The American Cancer Society’s Great American Smokeout on the third Thursday of November hopes to encourage smokers to quit, and an expert who works with smokers has advice for parents to help kids avoid nicotine.
“Teens are still listening to their parents; they’re still a big source of information in their life,” said Thomas Ylioja, a tobacco cessation expert and clinical director for health initiatives at National Jewish Health in Denver.
Ylioja, who has a doctorate in social work, recommends that parents ask children open questions about what they’re hearing or seeing. If someone on TV is smoking, they can ask kids what they think about it and what they think it means. And Ylioja said parents should get educated, so they can correct any misperceptions kids have about what tobacco, nicotine or vaping actually are.
“They are listening to you, but it’s important to make sure that you’re providing them with factual information with information from reputable sources,” Ylioja said.
Ylioja said parents who are trying to keep kids away from nicotine should approach conversations with an open mind.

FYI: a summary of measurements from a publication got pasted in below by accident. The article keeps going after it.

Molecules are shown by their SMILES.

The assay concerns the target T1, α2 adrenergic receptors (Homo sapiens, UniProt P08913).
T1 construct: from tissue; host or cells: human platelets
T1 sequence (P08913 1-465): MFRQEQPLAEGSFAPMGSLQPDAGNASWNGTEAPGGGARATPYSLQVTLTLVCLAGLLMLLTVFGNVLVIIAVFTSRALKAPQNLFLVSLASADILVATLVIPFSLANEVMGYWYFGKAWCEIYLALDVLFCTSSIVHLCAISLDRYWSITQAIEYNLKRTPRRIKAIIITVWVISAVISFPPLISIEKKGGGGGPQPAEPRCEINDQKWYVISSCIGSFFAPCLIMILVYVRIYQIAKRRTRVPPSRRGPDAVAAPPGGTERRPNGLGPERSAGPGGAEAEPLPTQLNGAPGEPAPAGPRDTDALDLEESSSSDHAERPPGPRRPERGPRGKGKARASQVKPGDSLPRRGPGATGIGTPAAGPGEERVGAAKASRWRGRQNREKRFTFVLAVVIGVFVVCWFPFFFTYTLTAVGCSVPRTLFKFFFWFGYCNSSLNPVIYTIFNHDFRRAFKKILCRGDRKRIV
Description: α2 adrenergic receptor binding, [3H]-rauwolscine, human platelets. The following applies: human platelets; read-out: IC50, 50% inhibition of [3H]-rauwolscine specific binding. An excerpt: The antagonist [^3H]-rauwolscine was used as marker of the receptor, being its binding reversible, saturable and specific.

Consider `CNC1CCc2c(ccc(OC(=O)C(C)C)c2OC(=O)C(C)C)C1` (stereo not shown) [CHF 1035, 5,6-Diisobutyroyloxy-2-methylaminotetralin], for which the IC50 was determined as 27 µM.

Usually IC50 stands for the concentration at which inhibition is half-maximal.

“Listen to your teen. Listen to what they’re trying to tell you,” Ylioja said. “Telling somebody what not to do is not usually as effective as exploring what they want out of life.”
Thirty-five million Americans smoke. Smoking is the No. 1 cause of early death and disease in the U.S. People who want to try to kick the habit don’t have to go it alone.
The National Cancer Institute operates 1-800-QUIT-NOW, which connects you to free coaching and several resrouces that can help you quit.
“One of the things that quit lines do really well is coach people on what it takes to set up a quit plan. Who they’re going to talk to, who’s going to be part of their quit support, what kind of medications might they use to make it a little bit easier,” Ylioja said.
People might be able to get those meds for free and even get mailed an initial two-week supply.
What typically makes people take that first step?
“Everybody has a different journey when it comes to quitting smoking,” he said. “You have to identify your own reasons for wanting to quit.”
Common reasons include cost, health and family.
“They have grandkids that they are too winded to be able to keep up with and they want to be able to pick them up and not feel out of breath,” Ylioja said.
He also notes it’s expensive to literally just burn money away and not get anything out of it.
American aren’t smoking as much now as in past decades.
In the 1960s, about half the men in the U.S. and a third of women smoked. Now, fewer than 15% smoke, according to the CDC. That’s still too much.
“Probably about half the people, if they don’t quit smoking, they will die early from a smoke-related disease, like lung cancer or a heart attack or stroke,” Ylioja said.